Last night I finally dragged myself to the cinema to see 1917. It’s a remarkable, if flawed, film that, as has been politely pointed out elsewhere, often bears a striking resemblance to a videogame. But this resemblance isn’t simply because there are men with guns all over the place, and nor is it a result of the film being presented as one continuous shot – an impressive though sometimes distracting technical feat. They are undoubtedly factors, but the allusions run much deeper than that, and often call to mind the charming limitations of contemporary interactive entertainment rather than their broader scope. [Spoilers follow.]
The film opens with Lance Corporals Will Schofield and Tom Blake, the film’s protagonists, being woken from their uneasy slumber and given an objective – follow their NPC sergeant through the camp and trenches. The trio wander through the area as the scene is gradually set; tired soldiers engage in pretend conversations and busy-work around them while some occasionally awkward exposition peppers the journey – presumably in order to avoid leaving any of the audience who happen to be dual screening behind.
The reason for Schofield and Blake’s rude awakening, it turns out, is that General Erinmore has a special quest for them – one which will result in them embarking on an arduous expedition, alone, facing unreasonable odds along the way. It’s a great opening, but it’s shortly after this tense sequence that the parallels really begin to emerge.
Tasked with crossing no man’s land, the flustered pair make a beeline for a gap in the miles-wide barbed wire defences that sit a few metres beyond the trench lip. You can almost feel the satisfying squeeze as those bespoke animations take over and the characters slowly move through the narrow space. A wasteland pocked with craters and filthy puddles follows, many filled with the ruined bodies of soldiers who previously attempted to cross, and one containing a scuppered Mark V tank.
Trench foot, disease, injury, and death all linger like opportunistic vultures as Schofield and Blake negotiate this perilous expanse. Despite this suffering, at the other side of the hellish landscape – one that seems to extend for a miserable eternity in every direction – convenience awaits: there is another person-sized gap in the German wire, right at the point we reach it.
There is a person-sized gap in the barbed wire, right where we reach it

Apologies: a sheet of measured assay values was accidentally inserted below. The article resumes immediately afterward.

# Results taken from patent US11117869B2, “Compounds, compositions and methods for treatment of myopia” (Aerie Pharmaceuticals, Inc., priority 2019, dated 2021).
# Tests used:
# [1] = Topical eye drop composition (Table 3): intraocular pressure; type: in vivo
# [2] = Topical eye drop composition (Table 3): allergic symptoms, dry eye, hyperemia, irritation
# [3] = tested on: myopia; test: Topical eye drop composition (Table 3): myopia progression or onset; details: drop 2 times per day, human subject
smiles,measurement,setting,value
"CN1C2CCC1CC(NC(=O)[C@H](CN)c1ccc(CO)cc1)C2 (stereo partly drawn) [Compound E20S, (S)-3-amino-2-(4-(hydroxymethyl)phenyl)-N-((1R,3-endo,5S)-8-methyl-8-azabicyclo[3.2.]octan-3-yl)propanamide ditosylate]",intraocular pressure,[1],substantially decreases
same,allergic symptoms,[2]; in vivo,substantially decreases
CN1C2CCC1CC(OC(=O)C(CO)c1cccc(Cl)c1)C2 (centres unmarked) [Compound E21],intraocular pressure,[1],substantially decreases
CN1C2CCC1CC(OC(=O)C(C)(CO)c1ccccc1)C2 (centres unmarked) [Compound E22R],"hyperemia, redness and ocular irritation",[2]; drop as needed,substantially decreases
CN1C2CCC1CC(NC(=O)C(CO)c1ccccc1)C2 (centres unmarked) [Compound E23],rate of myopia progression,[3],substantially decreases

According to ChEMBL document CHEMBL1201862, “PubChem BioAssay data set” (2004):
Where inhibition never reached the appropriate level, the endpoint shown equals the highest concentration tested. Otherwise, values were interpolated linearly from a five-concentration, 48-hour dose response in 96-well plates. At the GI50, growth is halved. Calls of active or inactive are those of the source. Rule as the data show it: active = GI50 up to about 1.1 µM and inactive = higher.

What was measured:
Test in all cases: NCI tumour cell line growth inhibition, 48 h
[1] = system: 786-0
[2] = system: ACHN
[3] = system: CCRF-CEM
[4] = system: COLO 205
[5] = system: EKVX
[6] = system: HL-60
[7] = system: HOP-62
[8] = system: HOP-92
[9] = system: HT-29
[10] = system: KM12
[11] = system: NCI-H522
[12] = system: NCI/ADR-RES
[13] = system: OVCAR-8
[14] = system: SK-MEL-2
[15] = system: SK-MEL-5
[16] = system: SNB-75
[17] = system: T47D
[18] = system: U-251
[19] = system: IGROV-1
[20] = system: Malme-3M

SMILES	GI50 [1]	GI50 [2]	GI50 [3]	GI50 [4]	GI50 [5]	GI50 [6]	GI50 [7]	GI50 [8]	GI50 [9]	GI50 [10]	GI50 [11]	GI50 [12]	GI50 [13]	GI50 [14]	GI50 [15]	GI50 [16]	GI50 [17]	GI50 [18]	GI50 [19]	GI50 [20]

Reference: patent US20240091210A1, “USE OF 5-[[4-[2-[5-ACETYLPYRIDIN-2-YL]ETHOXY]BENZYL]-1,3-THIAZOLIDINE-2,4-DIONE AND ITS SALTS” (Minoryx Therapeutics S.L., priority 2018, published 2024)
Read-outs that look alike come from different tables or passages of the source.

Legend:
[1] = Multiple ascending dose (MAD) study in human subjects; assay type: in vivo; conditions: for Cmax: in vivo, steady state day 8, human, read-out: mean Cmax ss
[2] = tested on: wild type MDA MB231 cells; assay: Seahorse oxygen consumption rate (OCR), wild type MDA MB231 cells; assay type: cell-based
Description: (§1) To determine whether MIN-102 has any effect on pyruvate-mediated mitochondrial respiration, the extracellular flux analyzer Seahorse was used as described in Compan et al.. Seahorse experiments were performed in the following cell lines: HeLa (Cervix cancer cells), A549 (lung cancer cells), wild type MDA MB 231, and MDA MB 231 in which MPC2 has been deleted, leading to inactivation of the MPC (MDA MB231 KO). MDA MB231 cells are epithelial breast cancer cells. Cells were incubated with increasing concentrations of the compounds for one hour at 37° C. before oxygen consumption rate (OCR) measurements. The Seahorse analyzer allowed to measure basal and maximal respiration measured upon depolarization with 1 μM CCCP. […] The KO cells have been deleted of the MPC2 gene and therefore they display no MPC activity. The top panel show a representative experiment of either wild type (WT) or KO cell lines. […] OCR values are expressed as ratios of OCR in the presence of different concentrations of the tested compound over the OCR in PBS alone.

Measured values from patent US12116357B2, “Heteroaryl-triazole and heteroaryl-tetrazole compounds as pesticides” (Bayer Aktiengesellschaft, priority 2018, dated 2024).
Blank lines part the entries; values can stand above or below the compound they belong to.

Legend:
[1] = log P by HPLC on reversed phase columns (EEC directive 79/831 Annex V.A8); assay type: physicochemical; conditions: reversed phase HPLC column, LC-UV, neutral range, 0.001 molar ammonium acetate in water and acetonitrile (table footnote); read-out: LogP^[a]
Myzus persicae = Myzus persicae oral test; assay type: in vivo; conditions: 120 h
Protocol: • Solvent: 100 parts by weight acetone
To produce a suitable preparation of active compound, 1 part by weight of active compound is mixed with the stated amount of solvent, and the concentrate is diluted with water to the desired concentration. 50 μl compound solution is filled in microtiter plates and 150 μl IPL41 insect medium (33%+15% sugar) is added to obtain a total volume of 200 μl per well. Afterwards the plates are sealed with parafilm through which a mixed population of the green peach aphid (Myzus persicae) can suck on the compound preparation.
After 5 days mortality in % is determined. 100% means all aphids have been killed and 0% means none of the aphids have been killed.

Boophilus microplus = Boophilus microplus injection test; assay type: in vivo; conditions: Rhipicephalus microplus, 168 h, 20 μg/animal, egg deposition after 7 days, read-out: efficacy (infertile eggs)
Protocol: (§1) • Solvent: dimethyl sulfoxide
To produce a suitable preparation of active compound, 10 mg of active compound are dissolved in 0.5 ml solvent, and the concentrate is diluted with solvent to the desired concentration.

Similarly, in the abandoned German trench Schofield and Blake find beyond, a number of potential pathways are blocked off by rubble, forcing them to descend into a pitch-black dugout – the only available route. Through a combination of artifice and technical necessity, the illusion of a wide-open world is constructed around a linear pathway, albeit one that occasionally balloons to allow for wiggle room.
This feeling is reinforced by the set pieces which intersperse the film. At one point, the pair come across an intricately detailed farmhouse which stands next to a river within acres of countryside. The building is the singular focus of the scene, surrounded by a picturesque void, irresistibly drawing the eye and signalling that, for all intents and purposes, nowhere else exists.
There’s no mistaking what the priority is here, or where Schofield and Blake should head next. Later on, Schofield must negotiate a collapsed bridge in order to cross an interminable canal, under fire all the while from a sniper nesting in the only still-standing building on the other side – a clear, if stressful, path through a tangle of scrap metal and malice.
The building is the singular focus of the scene, irresistibly drawing the eye
There are other videogame-esque forms of signposting, too. Light and sound telegraph the correct pathway – a burning town centre, drawing anyone lingering in the gloomy surrounding streets towards it, for example, or a distant singing voice serving as an audible breadcrumb trail through the woods – while contrived-but-striking aesthetics anchor the viewer both geographically and narratively.
A shower of cherry blossoms, indelicately deployed in the final third of the film, provides the basis for an otherwise powerful, ephemeral callback as a nearly broken Schofield is rallied to push himself yet further. And a high-contrast chase through the ruins of a town, avoiding the attention of mostly faceless, just-out-of-focus enemies relays a profound sense of disorienting concussion.
The latter of these sequences even includes the payoff for a side quest as milk discovered back at the farmhouse is delivered, in a somewhat constructed fashion, to a besieged baby and its carer. There is also an escort mission at one point, but – get this – one that builds a powerful emotional bond rather than torpedo any possibility for compassion. And there’s some cleverly deployed crowd tech as Schofield approaches the source of that aforementioned singing voice, finding an impenetrable circle of soldiers listening. It won’t feel like an invisible wall if you make the geometry complex enough, after all.
None of these comparisons are intended in a sneering or derogatory fashion. Quite the opposite: these are the characteristics that left me wishing I could play the game I’d just watched when I left the cinema. They are what made such a project feel possible.
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The stream-of-consciousness nature of the film – a stylised patchwork of stitched-together recollections, unwavering focus, emotional heft, intense visuals, and effective telegraphing of psychological distress – calls to mind aspects of Ninja Theory’s Hellblade: Senua’s Sacrifice, SIE Santa Monica’s God of War, or Naughty Dog’s The Last of Us. All three studios have enjoyed mainstream success from projects that deal with immensely difficult subjects, and I’d love to see what any of them would do if tasked with tackling WWI.